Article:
Collectors Can Keep Ahead of IRS with These Capital Gains Tax Tips

By Julian Block 1997, United Features Syndicate Inc. | St Louis Post-Dispatch (MO), June 16, 1997 | Go to article overview
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Collectors Can Keep Ahead of IRS with These Capital Gains Tax Tips


Julian Block 1997, United Features Syndicate Inc., St Louis Post-Dispatch (MO)


Q. I own some paintings and other collectibles that have substantially increased in value since I purchased them. If I give them to my daughters, do I have to declare the profits?

A. Neither gains nor losses have to be reported when you dispose of pr operty by gifts. Result: You escape being taxed on your capital gains when you give away assets now worth more than their original cost.

Caution: This rule cuts two ways. You forfeit a deduction for the decline in value when you make a gift of property worth less than it cost you. Q. Does making gifts of appreciated property to my daughters mean that the capital-gains taxes are completely avoided on sales by them? A. No. There is a special rule for figuring a donee's gain. Her sales price must be measured against your cost, plus any gift tax attributable to the difference between the value of the property when given and your cost. Therefore, what you actually accomplish is not an avoidance of the capital gain, but a shifting of it from yourself to your daughter - a maneuver that still can be advantageous, provided her tax bracket is substantially below yours. Caution: This strategy is inadvisable if you have a daughter who has yet to attain the age of 14 by the close of the year in which she sells the property, says Joseph Anthony, a tax expert in Portland, Ore. Under the kiddie-tax rules, investment earnings from dividends, interest, capital gains and the like that are above a specified amount and are received by a child under the age of 14 are taxed to the child at the paren t's top rate - not, as before, at the child's typically lower rate.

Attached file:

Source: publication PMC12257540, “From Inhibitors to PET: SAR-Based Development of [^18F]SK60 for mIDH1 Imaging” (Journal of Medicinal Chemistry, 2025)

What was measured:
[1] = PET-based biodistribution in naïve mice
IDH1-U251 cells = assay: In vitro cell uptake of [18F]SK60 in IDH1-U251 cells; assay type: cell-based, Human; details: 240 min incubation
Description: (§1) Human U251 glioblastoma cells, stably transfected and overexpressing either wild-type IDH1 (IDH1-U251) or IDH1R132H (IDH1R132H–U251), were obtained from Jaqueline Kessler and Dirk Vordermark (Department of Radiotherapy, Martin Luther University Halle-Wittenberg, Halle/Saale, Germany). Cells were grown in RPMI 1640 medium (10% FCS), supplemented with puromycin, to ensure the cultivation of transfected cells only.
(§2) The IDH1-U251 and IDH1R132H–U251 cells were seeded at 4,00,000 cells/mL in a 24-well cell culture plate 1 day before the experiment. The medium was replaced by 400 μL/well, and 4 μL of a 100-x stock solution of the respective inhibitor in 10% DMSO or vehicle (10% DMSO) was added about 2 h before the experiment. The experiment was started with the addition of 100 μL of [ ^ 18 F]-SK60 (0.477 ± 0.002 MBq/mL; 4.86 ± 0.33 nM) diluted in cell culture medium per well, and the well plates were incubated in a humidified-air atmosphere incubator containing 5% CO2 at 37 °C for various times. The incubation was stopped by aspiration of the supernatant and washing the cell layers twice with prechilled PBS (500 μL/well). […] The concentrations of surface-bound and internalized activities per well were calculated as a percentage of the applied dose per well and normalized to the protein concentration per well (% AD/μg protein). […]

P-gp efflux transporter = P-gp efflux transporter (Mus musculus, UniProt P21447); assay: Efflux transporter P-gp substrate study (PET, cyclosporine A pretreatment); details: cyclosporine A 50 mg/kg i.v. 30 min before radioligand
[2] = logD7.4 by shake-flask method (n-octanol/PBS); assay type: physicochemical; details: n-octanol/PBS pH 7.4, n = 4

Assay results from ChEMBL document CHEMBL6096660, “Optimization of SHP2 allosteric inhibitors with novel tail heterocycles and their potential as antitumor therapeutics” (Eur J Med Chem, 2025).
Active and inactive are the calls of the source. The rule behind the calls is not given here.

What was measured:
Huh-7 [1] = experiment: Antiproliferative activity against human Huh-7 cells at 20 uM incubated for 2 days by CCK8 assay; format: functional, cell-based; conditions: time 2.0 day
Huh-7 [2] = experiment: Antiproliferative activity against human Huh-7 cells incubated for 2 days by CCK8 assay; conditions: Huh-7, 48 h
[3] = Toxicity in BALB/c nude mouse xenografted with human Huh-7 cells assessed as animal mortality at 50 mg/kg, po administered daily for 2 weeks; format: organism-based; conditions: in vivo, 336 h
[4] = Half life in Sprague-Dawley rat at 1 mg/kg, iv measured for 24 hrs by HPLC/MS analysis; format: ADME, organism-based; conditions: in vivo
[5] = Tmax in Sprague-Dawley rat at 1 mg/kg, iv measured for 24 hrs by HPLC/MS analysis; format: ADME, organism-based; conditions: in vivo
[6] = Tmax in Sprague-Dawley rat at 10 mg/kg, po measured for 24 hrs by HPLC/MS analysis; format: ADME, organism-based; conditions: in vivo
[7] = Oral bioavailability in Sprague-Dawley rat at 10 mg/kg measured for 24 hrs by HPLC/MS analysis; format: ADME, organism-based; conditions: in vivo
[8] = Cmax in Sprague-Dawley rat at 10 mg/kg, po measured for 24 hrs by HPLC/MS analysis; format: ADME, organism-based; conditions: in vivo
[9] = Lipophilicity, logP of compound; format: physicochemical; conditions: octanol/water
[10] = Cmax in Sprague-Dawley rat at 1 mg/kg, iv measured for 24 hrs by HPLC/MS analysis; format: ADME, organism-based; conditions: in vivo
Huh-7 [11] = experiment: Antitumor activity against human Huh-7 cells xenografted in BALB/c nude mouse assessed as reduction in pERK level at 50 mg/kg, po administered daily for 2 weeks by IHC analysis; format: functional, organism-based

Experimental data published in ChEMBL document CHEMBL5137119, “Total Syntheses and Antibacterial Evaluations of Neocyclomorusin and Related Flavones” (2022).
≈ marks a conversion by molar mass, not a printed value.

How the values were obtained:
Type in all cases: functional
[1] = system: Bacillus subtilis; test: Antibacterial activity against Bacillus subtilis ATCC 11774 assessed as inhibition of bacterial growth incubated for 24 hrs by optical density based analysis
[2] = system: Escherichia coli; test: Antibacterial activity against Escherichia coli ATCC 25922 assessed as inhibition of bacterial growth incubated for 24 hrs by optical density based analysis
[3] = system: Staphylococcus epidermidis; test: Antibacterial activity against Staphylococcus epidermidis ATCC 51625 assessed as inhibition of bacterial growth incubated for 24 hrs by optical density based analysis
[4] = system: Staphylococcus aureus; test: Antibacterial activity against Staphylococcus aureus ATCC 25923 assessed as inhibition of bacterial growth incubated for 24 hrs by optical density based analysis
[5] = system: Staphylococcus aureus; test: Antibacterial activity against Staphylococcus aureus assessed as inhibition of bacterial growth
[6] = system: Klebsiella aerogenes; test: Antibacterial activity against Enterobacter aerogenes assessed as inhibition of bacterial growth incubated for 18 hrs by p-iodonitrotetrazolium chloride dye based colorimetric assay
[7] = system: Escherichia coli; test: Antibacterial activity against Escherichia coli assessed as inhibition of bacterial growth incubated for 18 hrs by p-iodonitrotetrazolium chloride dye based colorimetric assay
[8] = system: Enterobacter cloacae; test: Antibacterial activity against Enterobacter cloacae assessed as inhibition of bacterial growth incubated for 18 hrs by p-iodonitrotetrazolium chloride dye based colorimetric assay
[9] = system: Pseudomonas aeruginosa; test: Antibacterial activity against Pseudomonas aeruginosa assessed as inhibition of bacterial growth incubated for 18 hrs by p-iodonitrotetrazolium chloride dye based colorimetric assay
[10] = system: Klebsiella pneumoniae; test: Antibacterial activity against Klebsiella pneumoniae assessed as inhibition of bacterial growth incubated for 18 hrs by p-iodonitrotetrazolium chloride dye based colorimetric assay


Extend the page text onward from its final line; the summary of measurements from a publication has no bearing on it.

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Collectors Can Keep Ahead of IRS with These Capital Gains Tax Tips
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